In addition to this information, SC Gignac asks about the status for zoning of schools. Ms. Durkin notes that the location of a STEM middle school may impact such a report. SC Gendron asks about neighborhood zoning (moving from city-wide to neighborhood bus scenarios); Ms. Durkin can include this; however, the desegregation plan either has to be vacated or adhered to and this will have an impact on creating city-wide busing. The creation of City-wide schools was a result of the desegregation plan and ensure that equity is achieved. SC Martin notes the profound impact of vacating a desegregation order (she would not be opposed to such a move if it negates the primacy of every child attending a desegregated school in Lowell). Passed

Reports of the Superintendent

There were 8 items under Reports of the Superintendent.

  • 7.I Knowledge Bowl Schedule (see packet for dates and competition details)
  • 7.II Lowell High School Graduation Date & Speaker Announcement (see packet for information)
  • 7.III. Response To Robert Gignac’s Motion Of 01/18/17 Regarding Extracurricular Activities Throughout The District

SC Gignac requests the addition of how many student participate.

  • 7.IV. Response To Jacqueline Doherty’s Motion Of 01/18/17 Regarding The Time Allocated For Recess, Lunch, Physical Education, And Health

Registered speaker (Darcie Boyer) member of City-wide Parent Council and LEJA. Thanks the administration for report but notes the disparity of times across the schools. The CPC will examine this issue in more detail at their next meeting. Notes the importance of lunch/nourishment and free time to student well-being.

So many studies remind and inform us that in order to be ready for of learning and retain learning, students need a balance of “down time” – play and academic time. Students of all ages need to be active, to expend excess energy,  to socialize, to have a brain break. So with all this information on the importance of social and emotional health, why do schools continue to shave away recess time? Why are 6 and 7 year olds asked to sit still and work their brains without a break?

As the academic demands have increased on students, the response has generally been to increase “time on task” to the point that young learners are expected to sit still far beyond what they are developmentally capable of doing. Here’s a link from Harvard Medical School  as an example of why it is so important to give students down time, but don’t stop with just one opinion.

 Fifteen minutes of recess (which oftentimes includes getting ready to go outside and walking to the play area); 20 minutes (or less) to walk to the cafeteria, go through a lunch line, and eat – none of this is adequate for student well-being.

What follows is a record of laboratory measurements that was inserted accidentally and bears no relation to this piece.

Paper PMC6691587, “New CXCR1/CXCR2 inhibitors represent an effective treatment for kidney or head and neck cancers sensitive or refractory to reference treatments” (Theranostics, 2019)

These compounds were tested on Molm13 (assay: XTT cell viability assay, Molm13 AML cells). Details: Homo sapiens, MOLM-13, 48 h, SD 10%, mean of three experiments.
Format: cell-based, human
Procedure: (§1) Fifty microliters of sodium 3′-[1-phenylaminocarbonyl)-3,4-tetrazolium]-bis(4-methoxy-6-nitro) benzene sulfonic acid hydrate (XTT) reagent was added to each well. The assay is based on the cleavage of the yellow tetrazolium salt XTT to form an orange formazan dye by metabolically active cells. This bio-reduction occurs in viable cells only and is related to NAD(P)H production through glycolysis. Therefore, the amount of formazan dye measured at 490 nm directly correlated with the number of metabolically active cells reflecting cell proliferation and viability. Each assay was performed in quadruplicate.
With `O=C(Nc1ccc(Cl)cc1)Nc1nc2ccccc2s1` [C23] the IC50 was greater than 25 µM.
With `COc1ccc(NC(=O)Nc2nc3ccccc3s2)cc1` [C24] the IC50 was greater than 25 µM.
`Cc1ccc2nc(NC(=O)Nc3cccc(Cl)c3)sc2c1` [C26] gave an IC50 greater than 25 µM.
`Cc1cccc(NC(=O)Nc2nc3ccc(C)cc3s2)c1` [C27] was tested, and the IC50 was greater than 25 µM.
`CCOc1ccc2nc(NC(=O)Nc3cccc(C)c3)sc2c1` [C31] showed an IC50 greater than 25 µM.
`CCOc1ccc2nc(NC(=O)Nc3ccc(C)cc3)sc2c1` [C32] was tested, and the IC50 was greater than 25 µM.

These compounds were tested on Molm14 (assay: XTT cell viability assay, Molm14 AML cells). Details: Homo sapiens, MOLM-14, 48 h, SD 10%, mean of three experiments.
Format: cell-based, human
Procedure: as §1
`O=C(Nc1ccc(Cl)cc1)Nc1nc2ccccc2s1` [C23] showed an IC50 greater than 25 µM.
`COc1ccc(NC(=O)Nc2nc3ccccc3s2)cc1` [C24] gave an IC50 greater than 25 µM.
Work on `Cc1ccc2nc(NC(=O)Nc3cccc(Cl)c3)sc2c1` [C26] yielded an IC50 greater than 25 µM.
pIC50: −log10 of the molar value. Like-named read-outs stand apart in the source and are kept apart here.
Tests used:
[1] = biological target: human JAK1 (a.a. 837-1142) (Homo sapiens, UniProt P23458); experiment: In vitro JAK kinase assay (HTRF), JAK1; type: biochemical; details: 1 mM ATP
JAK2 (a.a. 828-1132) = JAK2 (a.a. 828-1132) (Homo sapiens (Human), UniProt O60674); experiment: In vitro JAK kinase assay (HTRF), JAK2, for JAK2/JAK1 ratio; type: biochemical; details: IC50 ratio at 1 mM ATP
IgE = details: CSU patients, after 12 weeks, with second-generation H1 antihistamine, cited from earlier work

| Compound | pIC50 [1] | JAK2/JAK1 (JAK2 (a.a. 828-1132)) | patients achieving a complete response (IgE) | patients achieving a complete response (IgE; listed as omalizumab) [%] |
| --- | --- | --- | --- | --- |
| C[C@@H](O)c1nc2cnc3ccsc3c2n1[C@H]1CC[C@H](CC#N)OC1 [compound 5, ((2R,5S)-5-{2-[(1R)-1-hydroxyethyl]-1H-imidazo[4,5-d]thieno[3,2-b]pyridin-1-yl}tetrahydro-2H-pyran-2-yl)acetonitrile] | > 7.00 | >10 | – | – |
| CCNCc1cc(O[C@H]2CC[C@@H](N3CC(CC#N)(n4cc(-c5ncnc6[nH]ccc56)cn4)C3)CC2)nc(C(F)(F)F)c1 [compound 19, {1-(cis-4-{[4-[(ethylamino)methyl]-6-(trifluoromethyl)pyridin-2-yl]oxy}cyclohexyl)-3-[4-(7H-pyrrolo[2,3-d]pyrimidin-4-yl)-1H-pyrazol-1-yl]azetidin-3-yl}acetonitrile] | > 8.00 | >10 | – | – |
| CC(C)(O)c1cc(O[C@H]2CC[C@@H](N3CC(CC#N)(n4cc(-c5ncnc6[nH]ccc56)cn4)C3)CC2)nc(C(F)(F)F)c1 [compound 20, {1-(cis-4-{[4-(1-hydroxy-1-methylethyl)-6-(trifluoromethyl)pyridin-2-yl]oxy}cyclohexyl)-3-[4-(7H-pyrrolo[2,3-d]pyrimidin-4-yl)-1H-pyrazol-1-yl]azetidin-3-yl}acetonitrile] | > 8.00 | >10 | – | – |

SC Doherty thanks administration for the information; notes 10-minute recess, 15-minute lunches do not include transport.  Makes a motion to refer report jointly to Curriculum and Student Services subcommittees to find some way to return to other aspects now that NCLB has been replaced by ESSA. SC Martin would like some additional information about the disparity of times between urban and suburban districts. Passed.

  • 7.V. Monthly Budget Report
  • 7.VI and 7.VII School Calendar and School Committee Meeting Dates for 2017-18
  • 7.VIII. Personnel Report

All superintendent’s reports 7.I through 7.V passed. 7.VI approved by roll call (6 yeas, 1 absent, approved). 7.VII (first reading – no action). 7.VIII approved.

New Business:

Educational Research request approved (6 yeas, 1 absent, approved)

(Taken out of order): Michael Wojas, a LHS 2016 graduate, gives an update on his Eagle Scout project, a textile recycling effort which was a collaboration with Lowell’s Solid Waste and Recycling as well as Bay State Textiles. Mr. Wojas who is enlisting in the Navy at the end of February, has designed a project to recycle effort. The monies raised through the recycling project results in some fundraising based on the amount of textiles collected and recycled. Currently, recycling boxes are sited at 15 Lowell schools, with the hope that middle schools will become involved in the near future. To date just under 2,000 pounds of textiles resulting in rebates of $7,731 which then go to support the schools. The Lincoln School, Morey School and Reilly School have been the top collectors of textiles. The bin upkeep is maintained by Bay State Textiles at no cost to the City.

Meeting detail and support documentation  can be found here.